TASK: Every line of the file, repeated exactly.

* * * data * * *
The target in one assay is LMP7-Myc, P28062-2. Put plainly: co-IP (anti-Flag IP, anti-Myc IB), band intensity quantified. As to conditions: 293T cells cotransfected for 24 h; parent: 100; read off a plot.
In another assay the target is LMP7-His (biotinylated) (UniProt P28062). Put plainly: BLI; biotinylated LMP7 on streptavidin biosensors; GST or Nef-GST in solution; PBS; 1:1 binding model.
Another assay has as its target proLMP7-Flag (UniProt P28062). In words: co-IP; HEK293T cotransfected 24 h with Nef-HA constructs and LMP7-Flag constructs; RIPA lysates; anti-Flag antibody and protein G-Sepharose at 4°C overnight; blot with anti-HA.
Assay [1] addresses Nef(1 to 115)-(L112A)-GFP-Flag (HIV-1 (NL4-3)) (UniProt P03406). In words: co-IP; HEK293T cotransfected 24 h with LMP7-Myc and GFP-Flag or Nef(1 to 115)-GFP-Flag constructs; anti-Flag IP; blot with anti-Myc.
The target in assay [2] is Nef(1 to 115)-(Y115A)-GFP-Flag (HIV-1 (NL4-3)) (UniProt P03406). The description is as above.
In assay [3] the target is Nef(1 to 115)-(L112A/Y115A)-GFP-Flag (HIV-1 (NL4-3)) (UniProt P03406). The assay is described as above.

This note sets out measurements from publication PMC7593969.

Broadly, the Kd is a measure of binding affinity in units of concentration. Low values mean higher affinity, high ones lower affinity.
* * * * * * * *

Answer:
The target in one assay is LMP7-Myc, P28062-2. Put plainly: co-IP (anti-Flag IP, anti-Myc IB), band intensity quantified. As to conditions: 293T cells cotransfected for 24 h; parent: 100; read off a plot.
In another assay the target is LMP7-His (biotinylated) (UniProt P28062). Put plainly: BLI; biotinylated LMP7 on streptavidin biosensors; GST or Nef-GST in solution; PBS; 1:1 binding model.
Another assay has as its target proLMP7-Flag (UniProt P28062). In words: co-IP; HEK293T cotransfected 24 h with Nef-HA constructs and LMP7-Flag constructs; RIPA lysates; anti-Flag antibody and protein G-Sepharose at 4°C overnight; blot with anti-HA.
Assay [1] addresses Nef(1 to 115)-(L112A)-GFP-Flag (HIV-1 (NL4-3)) (UniProt P03406). In words: co-IP; HEK293T cotransfected 24 h with LMP7-Myc and GFP-Flag or Nef(1 to 115)-GFP-Flag constructs; anti-Flag IP; blot with anti-Myc.
The target in assay [2] is Nef(1 to 115)-(Y115A)-GFP-Flag (HIV-1 (NL4-3)) (UniProt P03406). The description is as above.
In assay [3] the target is Nef(1 to 115)-(L112A/Y115A)-GFP-Flag (HIV-1 (NL4-3)) (UniProt P03406). The assay is described as above.

This note sets out measurements from publication PMC7593969.

Broadly, the Kd is a measure of binding affinity in units of concentration. Low values mean higher affinity, high ones lower affinity.